Lap play or dandling games G-L

Granny and Mama and a horse named May

Green grow the rushes, O

Here come three kings a-riding

Hokey pokey

Hop up, my ladies

Horses, horses

Horsey, horsey don’t you stop

How many days has my baby to play?

I want someone to buy me a pony

I’m Galloping Jack

Jack be nimble

John Smith, fellow fine

Little blue whale

 

Last updated: 9/21/2020 10:54 AM

The songs below are part ofAway we go

compiled, adapted and illustrated by Dany Rosevear

Return to the ‘Singing games for children’ home page

 

To listen to music from these songs click on 🔊

To watch the author sing a song click on the title at:

 

© Dany Rosevear 2008 All rights reserved

You are free to copy, distribute, display and perform these works under the following conditions:

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·       any of these can be waived if you get permission from the copyright holder

Your fair use and other rights are no way affected by the above.


 

 

Granny and Mama and a Horse Named May

 

 


More fun with baby. Very similar toFather and Mother, and Uncle John’

 

Line 1.-3. Bounce baby on the knee 4. Slip baby gently to the right 5. Slip baby to the left 6.-7. Bounce baby on the knee quickly for as long as you like!

 

 

 

 

 

 

 

 

 

 

 

 

Granny and Mama and a horse named May,

Went to market, one fine day.

Granny fell off, BUMP!

And Mama fell off, BUMP!

And the horse named May just galloped away,

Away, away, away, away, away!

 

Gramps and Poppa and a horse named May,

Went to the river one fine day.

Gramps fell off, SPLASH!

And Poppa fell off, SPLASH!

And the horse named May just galloped away,

Away, away, away, away, away!

 


 

 

Green grow the rushes, O 🔊

 

 


This is traditionally a play party courting game from the US (Linscott 1926): http://www.trad.appspot.com/song/Green_Grow_The_Rushes,_Oh!_(II_--_Singing_Game) .

It is not the one you might expect, the more familiar number song ‘I’ll give you one-o’; see at: http://tunearch.org/wiki/Annotation:Green_Grow_the_Rushes_O 

In the early 1970s the song appeared in BBC for Schools ‘Music Time’.

The words here are adapted from that version by Dany Rosevear as a baby play song, it has such a great tune!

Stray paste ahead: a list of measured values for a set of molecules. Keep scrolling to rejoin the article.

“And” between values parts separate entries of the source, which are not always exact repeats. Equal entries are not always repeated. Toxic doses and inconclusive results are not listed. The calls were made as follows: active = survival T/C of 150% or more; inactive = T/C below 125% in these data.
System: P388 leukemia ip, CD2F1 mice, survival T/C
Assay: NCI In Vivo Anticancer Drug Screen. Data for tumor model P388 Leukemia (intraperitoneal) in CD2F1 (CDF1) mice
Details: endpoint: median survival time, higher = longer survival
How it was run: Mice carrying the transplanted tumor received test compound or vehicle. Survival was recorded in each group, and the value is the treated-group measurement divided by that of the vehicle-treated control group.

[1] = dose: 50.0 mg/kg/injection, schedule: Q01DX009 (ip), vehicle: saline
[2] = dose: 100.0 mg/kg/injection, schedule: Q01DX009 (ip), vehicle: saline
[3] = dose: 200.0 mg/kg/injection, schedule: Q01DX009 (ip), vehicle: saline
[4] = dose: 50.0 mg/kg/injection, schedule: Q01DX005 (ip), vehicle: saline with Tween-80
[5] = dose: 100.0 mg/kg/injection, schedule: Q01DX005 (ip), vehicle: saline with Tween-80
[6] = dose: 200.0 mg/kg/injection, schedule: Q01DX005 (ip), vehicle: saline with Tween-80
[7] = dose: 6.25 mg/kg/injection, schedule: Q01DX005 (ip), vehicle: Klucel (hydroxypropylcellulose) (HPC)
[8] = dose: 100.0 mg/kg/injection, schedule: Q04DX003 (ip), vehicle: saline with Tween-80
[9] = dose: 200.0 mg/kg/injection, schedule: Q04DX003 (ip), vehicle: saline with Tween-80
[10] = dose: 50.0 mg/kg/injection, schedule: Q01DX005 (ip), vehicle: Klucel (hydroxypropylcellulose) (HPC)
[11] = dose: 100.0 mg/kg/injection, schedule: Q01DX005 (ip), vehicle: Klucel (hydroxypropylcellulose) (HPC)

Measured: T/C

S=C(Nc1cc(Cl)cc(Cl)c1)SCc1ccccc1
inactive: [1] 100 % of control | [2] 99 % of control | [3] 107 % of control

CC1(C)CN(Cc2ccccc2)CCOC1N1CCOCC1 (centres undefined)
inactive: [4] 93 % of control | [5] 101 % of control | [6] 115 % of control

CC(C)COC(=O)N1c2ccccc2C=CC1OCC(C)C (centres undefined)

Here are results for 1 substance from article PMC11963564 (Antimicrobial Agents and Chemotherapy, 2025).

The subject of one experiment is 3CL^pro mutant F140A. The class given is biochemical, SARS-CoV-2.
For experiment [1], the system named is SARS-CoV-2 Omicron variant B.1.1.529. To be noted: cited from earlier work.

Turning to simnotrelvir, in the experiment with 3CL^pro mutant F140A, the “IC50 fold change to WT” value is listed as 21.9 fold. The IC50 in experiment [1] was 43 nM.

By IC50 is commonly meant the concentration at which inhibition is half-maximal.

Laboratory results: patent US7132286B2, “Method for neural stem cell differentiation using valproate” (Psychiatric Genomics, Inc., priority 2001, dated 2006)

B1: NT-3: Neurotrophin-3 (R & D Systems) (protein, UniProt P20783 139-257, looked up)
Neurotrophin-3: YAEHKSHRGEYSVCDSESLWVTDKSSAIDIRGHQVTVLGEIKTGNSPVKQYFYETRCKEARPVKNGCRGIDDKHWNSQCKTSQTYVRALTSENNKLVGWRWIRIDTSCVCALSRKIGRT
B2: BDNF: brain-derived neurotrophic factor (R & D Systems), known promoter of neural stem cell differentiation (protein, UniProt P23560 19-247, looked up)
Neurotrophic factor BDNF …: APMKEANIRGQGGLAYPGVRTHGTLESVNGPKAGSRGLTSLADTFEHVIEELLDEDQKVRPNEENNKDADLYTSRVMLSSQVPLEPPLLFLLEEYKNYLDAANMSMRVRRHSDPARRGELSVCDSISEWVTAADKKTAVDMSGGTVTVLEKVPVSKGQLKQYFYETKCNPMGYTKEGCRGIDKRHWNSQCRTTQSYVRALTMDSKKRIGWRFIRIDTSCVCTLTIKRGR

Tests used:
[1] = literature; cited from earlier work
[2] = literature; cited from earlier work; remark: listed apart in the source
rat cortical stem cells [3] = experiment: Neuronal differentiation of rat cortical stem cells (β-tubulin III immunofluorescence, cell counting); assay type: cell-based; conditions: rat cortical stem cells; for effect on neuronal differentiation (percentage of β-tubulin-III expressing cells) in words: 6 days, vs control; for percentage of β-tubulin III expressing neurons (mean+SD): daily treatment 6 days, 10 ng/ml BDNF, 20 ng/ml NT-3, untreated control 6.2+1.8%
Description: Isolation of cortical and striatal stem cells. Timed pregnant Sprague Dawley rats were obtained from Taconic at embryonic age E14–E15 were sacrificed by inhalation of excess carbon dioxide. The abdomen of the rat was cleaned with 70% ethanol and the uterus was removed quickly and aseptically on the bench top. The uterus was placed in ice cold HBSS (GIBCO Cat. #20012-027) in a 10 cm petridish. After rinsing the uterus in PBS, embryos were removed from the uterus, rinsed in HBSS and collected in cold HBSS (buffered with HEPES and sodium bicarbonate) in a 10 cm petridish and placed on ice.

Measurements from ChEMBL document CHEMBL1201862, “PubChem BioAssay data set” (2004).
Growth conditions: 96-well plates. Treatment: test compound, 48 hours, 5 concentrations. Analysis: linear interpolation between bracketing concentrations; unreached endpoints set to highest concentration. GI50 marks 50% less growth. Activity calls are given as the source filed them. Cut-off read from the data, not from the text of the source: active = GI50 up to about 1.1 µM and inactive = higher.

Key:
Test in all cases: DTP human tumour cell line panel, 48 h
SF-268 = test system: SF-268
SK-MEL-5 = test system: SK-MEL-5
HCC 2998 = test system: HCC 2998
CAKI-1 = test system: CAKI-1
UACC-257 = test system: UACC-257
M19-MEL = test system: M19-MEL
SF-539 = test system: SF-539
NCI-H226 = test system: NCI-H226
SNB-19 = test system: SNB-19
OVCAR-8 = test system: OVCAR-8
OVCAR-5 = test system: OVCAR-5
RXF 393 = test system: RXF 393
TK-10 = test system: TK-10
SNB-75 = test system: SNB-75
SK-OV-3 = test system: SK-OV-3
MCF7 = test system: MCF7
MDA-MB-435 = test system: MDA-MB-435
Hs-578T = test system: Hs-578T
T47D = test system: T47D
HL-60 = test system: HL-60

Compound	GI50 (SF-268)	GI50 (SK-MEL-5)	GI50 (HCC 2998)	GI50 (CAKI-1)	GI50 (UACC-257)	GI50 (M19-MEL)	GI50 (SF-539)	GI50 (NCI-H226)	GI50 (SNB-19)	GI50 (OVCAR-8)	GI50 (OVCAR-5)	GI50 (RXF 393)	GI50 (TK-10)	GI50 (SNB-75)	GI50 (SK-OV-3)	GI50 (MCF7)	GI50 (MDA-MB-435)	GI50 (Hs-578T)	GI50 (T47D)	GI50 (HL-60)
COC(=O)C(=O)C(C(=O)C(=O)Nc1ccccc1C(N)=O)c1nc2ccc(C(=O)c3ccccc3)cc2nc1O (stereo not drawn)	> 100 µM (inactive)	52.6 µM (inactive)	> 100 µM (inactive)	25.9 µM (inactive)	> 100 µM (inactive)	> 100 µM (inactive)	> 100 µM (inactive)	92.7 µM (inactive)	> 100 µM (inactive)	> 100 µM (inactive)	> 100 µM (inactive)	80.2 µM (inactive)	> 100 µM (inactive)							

Verse 1. Bounce young child on your knee to the rhythm of this song, give the child a kiss or hug and drop between knees and back up again.

Verse 2. Repeat, then lift toddler up high, down to lap and then give a big hug.

 

 

 

 

 

 

 

 

 

 

 

 

 

 

 

 

 

 

 

 

 

 

 

 

 

 

 

 

 

 

 

 

 

 


Green grow the rushes, O,

Green grow the rushes, O.

Kiss (hug) her quick and let her go!

Never mind the weather if the wind don't blow.

 

Green grow the rushes O,

Blackbirds and thrushes O,

Up he flies then down he goes!

Never mind the weather if the wind don't blow.


 

 

 

Here come three kings a-riding O

 

 


This version was recorded in Harriston, Ontario around 1920 (Opie p91 The singing game). The second verse comes from Clive Sansom’s ‘Acting rhymes’

The song is more commonly known as ‘There came three dukes’ an advancing and retiring line game for older children.

Older children could ride freely, hands moving back and forth, in space and change direction when the second verse is sung.

 

Bounce young child on your knee to the rhythm of this song. On the second verse move knees to the left.

 

 

 

 

 

 

 

 

 

 

 

 

 

 

 

 

 

 

 

 

 

 

 

 

 

 

 

 

 

 

 

 


Here come three kings a-riding,

A-riding, a-riding,

Here comes three kings a-riding,

With a rancy tancy tiddly-i-o.

 

They turned and rode them westward,

Rode westward, rode westward,

They turned and rode them westward,

With a rancy tancy tiddly-i-o.


 

 

Hokey, pokey, penny a lump O

 

 


Hokey pokey was the word for ice-cream in the USA and the cry could be heard ‘hokey pokey penny a lump’. It is said that it provided the inspiration for ‘The hokey cokey’ UK / ‘The hokey pokey’ USA http://www.todayifoundout.com/index.php/2014/01/hokey-pokey/

 

Lines 1& 2 Bounce young child on your knee with a regular rhythm.

Line 3 Lift child up into the air and then down to fall through your lap.

Line 4. Resume bouncing.

 

 

 

 

 

 

 

 

 

 

 

 

 

 

 

 

 

 

 

 

 

 

 

 

 

 


Hokey, pokey, penny a lump,

That’s the stuff to make you jump.

If you jump you’re sure to fall,

Hokey pokey, that is all!

 

Hokey, pokey, penny a lump,

Up and down with a bumpity-bump!

If you jump you’re sure to fall,

Hokey pokey, that is all!

 


 

 

Hop up, my ladies O

 

 


A folk song from Virginia.

Older children can be play this as a simple circle game: skip round holding hands, then stop and jump each time ‘hop’ is sung.

For younger children play as below.

 

1. Bounce baby on your lap 2. On each ‘hop’ lift baby high. 3. Drop baby (gently!) between legs on the word ‘tumble’ for the last verse.

 

 

 

 

 

 

 

 

 

 

 

 

 

 

 

 

 

 

 

 

 

 

 

 

 

 

 

 

 

 

 

 

 

 

 

 

 

 

 

 

 

 

 

 

 

 

 

 


Did you ever go to meeting, Uncle Joe, Uncle Joe

Did you ever go to meeting, Uncle Joe?

Did you ever go to meeting Uncle Joe, Uncle Joe?

Don't mind the weather when the wind don't blow!

 

Chorus

 

Hop up, my ladies, three in a row

Hop up, my ladies, three in a row

Hop up, my ladies, three in a row

Don't mind the weather when the wind don't blow!

 

Will your horse carry double …

 

Is your horse a single footer…

 

Say, don't you want to gallop…

 

Say, you might take a tumble…


 

 

 

Horses, horses I’ve got horses O

 

 


This song has made its way into many children’s song books but as yet has not registered on the internet. It is sometimes known as ‘I love horses’.